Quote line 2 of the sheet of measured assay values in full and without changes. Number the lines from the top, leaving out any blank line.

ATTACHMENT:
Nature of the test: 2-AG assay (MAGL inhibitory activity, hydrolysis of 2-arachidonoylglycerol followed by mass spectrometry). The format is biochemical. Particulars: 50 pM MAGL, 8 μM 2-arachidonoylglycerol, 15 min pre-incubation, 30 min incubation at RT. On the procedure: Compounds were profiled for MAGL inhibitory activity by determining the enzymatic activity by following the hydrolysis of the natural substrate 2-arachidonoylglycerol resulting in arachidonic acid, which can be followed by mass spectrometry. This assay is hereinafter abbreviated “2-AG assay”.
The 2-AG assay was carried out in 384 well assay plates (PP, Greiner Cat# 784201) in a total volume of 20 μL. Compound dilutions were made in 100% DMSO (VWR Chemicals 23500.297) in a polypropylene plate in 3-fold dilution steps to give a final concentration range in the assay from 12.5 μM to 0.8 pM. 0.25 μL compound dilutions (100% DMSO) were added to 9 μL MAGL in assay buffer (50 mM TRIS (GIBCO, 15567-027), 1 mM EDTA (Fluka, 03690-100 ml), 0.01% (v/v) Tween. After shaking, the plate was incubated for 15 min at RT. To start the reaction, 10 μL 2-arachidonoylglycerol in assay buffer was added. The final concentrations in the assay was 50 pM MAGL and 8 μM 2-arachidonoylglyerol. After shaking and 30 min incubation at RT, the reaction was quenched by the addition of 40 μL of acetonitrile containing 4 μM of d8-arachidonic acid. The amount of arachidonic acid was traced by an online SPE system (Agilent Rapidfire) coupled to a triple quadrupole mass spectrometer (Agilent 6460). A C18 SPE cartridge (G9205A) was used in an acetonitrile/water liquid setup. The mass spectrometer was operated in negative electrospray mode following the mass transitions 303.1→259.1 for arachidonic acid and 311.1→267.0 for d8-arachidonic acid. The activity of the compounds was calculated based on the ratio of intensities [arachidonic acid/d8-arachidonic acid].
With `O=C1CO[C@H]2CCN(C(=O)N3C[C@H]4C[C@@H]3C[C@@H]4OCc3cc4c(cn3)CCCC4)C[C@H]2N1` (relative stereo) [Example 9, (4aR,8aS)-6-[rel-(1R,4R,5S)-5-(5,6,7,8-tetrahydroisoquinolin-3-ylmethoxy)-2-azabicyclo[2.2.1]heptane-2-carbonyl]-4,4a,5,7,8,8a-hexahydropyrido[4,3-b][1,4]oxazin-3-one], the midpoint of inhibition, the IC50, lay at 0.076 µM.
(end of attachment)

The 2-AG assay was carried out in 384 well assay plates (PP, Greiner Cat# 784201) in a total volume of 20 μL. Compound dilutions were made in 100% DMSO (VWR Chemicals 23500.297) in a polypropylene plate in 3-fold dilution steps to give a final concentration range in the assay from 12.5 μM to 0.8 pM. 0.25 μL compound dilutions (100% DMSO) were added to 9 μL MAGL in assay buffer (50 mM TRIS (GIBCO, 15567-027), 1 mM EDTA (Fluka, 03690-100 ml), 0.01% (v/v) Tween. After shaking, the plate was incubated for 15 min at RT. To start the reaction, 10 μL 2-arachidonoylglycerol in assay buffer was added. The final concentrations in the assay was 50 pM MAGL and 8 μM 2-arachidonoylglyerol. After shaking and 30 min incubation at RT, the reaction was quenched by the addition of 40 μL of acetonitrile containing 4 μM of d8-arachidonic acid. The amount of arachidonic acid was traced by an online SPE system (Agilent Rapidfire) coupled to a triple quadrupole mass spectrometer (Agilent 6460). A C18 SPE cartridge (G9205A) was used in an acetonitrile/water liquid setup. The mass spectrometer was operated in negative electrospray mode following the mass transitions 303.1→259.1 for arachidonic acid and 311.1→267.0 for d8-arachidonic acid. The activity of the compounds was calculated based on the ratio of intensities [arachidonic acid/d8-arachidonic acid].